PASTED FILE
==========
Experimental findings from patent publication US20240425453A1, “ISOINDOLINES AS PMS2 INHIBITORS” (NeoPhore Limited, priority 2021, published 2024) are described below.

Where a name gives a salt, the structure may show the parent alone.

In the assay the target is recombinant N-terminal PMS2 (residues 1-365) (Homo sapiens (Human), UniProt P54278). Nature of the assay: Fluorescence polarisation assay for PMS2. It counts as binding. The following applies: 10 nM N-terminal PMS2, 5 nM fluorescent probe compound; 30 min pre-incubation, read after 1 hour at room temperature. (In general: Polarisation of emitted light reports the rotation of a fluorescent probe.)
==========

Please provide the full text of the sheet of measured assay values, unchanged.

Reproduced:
Experimental findings from patent publication US20240425453A1, “ISOINDOLINES AS PMS2 INHIBITORS” (NeoPhore Limited, priority 2021, published 2024) are described below.

Where a name gives a salt, the structure may show the parent alone.

In the assay the target is recombinant N-terminal PMS2 (residues 1-365) (Homo sapiens (Human), UniProt P54278). Nature of the assay: Fluorescence polarisation assay for PMS2. It counts as binding. The following applies: 10 nM N-terminal PMS2, 5 nM fluorescent probe compound; 30 min pre-incubation, read after 1 hour at room temperature. (In general: Polarisation of emitted light reports the rotation of a fluorescent probe.)